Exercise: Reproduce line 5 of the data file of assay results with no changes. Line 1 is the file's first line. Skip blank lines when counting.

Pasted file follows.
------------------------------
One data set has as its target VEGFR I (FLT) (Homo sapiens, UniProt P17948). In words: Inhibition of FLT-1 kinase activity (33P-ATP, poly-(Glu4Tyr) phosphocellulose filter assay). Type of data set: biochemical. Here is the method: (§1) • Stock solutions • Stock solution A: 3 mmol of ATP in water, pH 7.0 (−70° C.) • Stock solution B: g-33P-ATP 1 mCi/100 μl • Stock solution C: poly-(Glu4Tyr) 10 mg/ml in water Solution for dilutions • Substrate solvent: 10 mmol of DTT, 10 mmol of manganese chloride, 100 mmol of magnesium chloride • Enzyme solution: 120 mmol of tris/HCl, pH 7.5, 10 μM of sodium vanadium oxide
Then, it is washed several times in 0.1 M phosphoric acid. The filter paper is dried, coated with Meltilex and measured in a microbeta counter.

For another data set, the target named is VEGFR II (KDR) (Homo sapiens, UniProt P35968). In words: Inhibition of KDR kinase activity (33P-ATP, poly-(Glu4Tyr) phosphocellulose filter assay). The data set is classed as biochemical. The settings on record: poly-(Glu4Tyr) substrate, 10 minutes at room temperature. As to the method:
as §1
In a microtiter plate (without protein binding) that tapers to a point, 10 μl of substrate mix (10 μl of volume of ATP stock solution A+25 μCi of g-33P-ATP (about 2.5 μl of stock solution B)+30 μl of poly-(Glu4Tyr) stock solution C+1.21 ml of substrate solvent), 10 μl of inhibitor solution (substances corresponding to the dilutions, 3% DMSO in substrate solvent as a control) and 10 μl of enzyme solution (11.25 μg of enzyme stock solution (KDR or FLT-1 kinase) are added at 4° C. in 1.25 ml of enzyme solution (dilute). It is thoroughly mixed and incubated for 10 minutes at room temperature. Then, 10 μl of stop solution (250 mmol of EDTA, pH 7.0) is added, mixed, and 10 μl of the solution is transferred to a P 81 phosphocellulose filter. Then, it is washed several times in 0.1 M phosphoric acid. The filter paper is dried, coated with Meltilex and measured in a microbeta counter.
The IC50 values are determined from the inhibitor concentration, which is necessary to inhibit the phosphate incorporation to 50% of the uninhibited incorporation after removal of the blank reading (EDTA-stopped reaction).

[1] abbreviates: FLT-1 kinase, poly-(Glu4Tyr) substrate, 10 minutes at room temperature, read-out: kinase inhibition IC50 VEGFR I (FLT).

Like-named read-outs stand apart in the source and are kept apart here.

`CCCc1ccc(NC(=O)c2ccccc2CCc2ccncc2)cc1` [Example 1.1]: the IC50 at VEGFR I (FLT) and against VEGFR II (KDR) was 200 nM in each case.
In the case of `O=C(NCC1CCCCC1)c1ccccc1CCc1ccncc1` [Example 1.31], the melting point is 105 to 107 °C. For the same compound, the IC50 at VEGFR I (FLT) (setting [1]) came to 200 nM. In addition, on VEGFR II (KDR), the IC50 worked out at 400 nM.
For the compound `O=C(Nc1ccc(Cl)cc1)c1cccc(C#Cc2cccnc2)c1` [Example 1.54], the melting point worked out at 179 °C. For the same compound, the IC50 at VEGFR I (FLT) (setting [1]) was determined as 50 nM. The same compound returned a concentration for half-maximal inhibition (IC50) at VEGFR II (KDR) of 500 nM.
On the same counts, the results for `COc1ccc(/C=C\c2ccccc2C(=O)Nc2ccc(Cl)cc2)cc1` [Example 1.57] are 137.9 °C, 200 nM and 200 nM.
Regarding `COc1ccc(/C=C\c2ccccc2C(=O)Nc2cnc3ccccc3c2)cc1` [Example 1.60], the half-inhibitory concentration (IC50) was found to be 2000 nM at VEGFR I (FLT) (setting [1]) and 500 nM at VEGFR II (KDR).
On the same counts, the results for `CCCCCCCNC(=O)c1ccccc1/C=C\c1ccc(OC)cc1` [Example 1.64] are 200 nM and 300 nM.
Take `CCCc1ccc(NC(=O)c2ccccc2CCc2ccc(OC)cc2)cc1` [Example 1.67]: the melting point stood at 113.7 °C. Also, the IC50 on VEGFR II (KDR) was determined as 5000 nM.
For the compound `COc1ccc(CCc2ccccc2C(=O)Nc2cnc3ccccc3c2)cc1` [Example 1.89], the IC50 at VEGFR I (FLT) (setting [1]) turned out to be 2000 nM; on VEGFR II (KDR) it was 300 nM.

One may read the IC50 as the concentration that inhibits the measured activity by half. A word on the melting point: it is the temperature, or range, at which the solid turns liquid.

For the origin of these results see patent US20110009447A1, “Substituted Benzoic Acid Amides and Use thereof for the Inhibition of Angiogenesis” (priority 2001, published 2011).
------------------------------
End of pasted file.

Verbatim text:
In a microtiter plate (without protein binding) that tapers to a point, 10 μl of substrate mix (10 μl of volume of ATP stock solution A+25 μCi of g-33P-ATP (about 2.5 μl of stock solution B)+30 μl of poly-(Glu4Tyr) stock solution C+1.21 ml of substrate solvent), 10 μl of inhibitor solution (substances corresponding to the dilutions, 3% DMSO in substrate solvent as a control) and 10 μl of enzyme solution (11.25 μg of enzyme stock solution (KDR or FLT-1 kinase) are added at 4° C. in 1.25 ml of enzyme solution (dilute). It is thoroughly mixed and incubated for 10 minutes at room temperature. Then, 10 μl of stop solution (250 mmol of EDTA, pH 7.0) is added, mixed, and 10 μl of the solution is transferred to a P 81 phosphocellulose filter. Then, it is washed several times in 0.1 M phosphoric acid. The filter paper is dried, coated with Meltilex and measured in a microbeta counter.